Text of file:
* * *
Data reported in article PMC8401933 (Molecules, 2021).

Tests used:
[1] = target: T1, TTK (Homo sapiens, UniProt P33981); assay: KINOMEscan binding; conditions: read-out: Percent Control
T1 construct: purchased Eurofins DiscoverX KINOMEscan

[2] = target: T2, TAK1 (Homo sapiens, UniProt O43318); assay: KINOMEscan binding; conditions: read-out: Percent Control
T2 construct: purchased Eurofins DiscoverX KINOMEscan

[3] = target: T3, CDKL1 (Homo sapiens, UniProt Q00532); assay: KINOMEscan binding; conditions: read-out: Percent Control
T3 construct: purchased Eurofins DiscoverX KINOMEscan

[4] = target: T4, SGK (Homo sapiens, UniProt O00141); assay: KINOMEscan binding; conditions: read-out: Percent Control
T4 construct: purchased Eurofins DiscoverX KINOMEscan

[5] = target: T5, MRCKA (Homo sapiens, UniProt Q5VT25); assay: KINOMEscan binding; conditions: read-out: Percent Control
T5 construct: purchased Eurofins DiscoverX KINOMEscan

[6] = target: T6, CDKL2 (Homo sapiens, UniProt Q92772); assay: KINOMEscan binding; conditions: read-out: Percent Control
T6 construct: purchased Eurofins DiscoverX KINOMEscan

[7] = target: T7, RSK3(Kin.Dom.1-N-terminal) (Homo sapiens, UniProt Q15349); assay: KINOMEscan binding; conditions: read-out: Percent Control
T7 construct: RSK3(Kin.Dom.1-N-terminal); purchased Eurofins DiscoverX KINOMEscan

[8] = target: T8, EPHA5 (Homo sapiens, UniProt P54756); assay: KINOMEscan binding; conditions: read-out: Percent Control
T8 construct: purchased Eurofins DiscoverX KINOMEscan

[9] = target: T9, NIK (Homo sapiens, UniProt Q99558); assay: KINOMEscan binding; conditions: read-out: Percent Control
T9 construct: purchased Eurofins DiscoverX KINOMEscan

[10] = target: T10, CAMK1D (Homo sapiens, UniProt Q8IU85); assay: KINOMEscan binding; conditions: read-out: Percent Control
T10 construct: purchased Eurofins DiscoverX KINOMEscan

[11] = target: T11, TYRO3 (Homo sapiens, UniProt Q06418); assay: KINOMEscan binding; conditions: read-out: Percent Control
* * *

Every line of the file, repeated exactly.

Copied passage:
Data reported in article PMC8401933 (Molecules, 2021).

Tests used:
[1] = target: T1, TTK (Homo sapiens, UniProt P33981); assay: KINOMEscan binding; conditions: read-out: Percent Control
T1 construct: purchased Eurofins DiscoverX KINOMEscan

[2] = target: T2, TAK1 (Homo sapiens, UniProt O43318); assay: KINOMEscan binding; conditions: read-out: Percent Control
T2 construct: purchased Eurofins DiscoverX KINOMEscan

[3] = target: T3, CDKL1 (Homo sapiens, UniProt Q00532); assay: KINOMEscan binding; conditions: read-out: Percent Control
T3 construct: purchased Eurofins DiscoverX KINOMEscan

[4] = target: T4, SGK (Homo sapiens, UniProt O00141); assay: KINOMEscan binding; conditions: read-out: Percent Control
T4 construct: purchased Eurofins DiscoverX KINOMEscan

[5] = target: T5, MRCKA (Homo sapiens, UniProt Q5VT25); assay: KINOMEscan binding; conditions: read-out: Percent Control
T5 construct: purchased Eurofins DiscoverX KINOMEscan

[6] = target: T6, CDKL2 (Homo sapiens, UniProt Q92772); assay: KINOMEscan binding; conditions: read-out: Percent Control
T6 construct: purchased Eurofins DiscoverX KINOMEscan

[7] = target: T7, RSK3(Kin.Dom.1-N-terminal) (Homo sapiens, UniProt Q15349); assay: KINOMEscan binding; conditions: read-out: Percent Control
T7 construct: RSK3(Kin.Dom.1-N-terminal); purchased Eurofins DiscoverX KINOMEscan

[8] = target: T8, EPHA5 (Homo sapiens, UniProt P54756); assay: KINOMEscan binding; conditions: read-out: Percent Control
T8 construct: purchased Eurofins DiscoverX KINOMEscan

[9] = target: T9, NIK (Homo sapiens, UniProt Q99558); assay: KINOMEscan binding; conditions: read-out: Percent Control
T9 construct: purchased Eurofins DiscoverX KINOMEscan

[10] = target: T10, CAMK1D (Homo sapiens, UniProt Q8IU85); assay: KINOMEscan binding; conditions: read-out: Percent Control
T10 construct: purchased Eurofins DiscoverX KINOMEscan

[11] = target: T11, TYRO3 (Homo sapiens, UniProt Q06418); assay: KINOMEscan binding; conditions: read-out: Percent Control